Due to our warm weather, we’ve had another bumper crop of berries this summer, and the bears are torn between catching salmon and feeding on berries.  Bears are much more plentiful than they were the first half of last summer, but we are sometimes frustrated as we wait for them to lose interest in berries and concentrate on salmon.  The rich and plentiful food source of berries and salmon the last few summers has provided great nutrition for the bears, and we’ve seen numerous groups of sows and cubs this summer.

On the home front, Mary Schwarzhans is again wowing our guests with her creative and delicious meals, and we are thrilled that Mary’s sister, Emma, is also working for us this summer.  The two of them make our lives much easier and more pleasant, and our guests tell us that even if we didn’t have spectacular wildlife and fishing here, they would return to Munsey’s Bear Camp just for the food.  I suspect that stepping out of their lives and truly relaxing for a few days might be another reason to return.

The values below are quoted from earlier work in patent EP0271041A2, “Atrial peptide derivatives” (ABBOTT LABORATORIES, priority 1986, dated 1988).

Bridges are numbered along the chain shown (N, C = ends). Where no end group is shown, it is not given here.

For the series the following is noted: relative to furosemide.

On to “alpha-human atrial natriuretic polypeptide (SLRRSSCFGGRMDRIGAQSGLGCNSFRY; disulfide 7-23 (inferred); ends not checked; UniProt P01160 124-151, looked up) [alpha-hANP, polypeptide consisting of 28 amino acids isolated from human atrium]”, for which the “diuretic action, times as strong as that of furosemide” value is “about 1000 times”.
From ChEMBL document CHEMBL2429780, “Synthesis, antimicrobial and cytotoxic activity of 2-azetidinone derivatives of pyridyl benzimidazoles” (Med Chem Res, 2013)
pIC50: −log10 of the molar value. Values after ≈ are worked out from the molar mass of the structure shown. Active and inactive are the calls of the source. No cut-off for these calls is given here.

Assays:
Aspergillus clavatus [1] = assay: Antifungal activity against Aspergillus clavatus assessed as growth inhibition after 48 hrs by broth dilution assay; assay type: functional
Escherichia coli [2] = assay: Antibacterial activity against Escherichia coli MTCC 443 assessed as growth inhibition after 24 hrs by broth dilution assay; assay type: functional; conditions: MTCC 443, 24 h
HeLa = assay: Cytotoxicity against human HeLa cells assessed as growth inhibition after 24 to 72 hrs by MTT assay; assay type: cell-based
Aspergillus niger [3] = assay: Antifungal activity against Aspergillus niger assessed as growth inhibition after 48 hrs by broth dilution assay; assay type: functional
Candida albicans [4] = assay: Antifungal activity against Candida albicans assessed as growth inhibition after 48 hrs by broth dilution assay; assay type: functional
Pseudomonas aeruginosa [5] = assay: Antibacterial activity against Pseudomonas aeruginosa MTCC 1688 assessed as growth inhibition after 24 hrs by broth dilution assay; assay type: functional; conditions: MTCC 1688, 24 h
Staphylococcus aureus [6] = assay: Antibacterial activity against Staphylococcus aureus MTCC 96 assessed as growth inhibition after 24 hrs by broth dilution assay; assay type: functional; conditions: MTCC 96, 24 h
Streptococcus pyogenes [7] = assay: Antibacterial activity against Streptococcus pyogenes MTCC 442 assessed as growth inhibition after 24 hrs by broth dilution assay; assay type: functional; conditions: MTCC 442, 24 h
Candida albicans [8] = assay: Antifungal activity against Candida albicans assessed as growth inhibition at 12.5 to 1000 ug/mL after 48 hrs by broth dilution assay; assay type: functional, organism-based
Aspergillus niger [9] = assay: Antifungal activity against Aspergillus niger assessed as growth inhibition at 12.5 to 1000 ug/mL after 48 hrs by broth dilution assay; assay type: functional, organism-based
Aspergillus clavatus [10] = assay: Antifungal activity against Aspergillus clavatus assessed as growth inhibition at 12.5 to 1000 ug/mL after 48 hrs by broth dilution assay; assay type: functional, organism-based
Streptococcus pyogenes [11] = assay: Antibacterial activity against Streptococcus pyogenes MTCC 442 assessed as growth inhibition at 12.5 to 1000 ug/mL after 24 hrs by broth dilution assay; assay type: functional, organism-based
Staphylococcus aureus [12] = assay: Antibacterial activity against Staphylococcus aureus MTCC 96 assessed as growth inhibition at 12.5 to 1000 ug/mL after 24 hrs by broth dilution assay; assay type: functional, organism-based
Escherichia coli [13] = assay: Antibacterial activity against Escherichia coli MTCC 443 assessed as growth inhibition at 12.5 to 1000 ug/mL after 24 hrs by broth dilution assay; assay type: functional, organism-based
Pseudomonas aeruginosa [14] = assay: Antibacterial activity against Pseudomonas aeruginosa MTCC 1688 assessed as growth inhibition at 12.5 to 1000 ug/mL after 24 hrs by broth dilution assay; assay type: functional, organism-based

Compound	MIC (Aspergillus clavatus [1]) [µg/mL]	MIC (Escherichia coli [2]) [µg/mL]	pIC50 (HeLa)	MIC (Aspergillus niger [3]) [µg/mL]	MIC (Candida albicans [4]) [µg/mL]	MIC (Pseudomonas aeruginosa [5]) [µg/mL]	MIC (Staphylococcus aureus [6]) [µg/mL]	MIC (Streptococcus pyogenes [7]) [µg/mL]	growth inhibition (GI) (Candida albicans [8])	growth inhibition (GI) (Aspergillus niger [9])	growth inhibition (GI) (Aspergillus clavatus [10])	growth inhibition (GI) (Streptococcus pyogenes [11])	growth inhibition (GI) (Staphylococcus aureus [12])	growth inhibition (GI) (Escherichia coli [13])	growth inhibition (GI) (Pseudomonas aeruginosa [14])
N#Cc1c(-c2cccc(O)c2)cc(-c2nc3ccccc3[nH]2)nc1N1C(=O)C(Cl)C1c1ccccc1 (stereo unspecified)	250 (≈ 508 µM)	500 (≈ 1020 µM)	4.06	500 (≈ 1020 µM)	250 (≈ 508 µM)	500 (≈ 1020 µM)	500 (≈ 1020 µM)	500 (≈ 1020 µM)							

Alaska Bear and Wildlife Viewing – 2009 Newsletter

 

Bear Drinking Water

Bear glances at bear viewer as it takes a drink

Greetings from Amook Pass.  Our big news this year is our new boat, the Mary Beth, a 43-ft. Delta charter boat with twin engines and plenty of cabin and deck space.  After using it for one summer, we are thrilled with it.  We were also thrilled to have Marcia Messier back again this summer to cook and pamper us.  Marcia has become such an integral part of our operation that we can’t imagine doing this without her.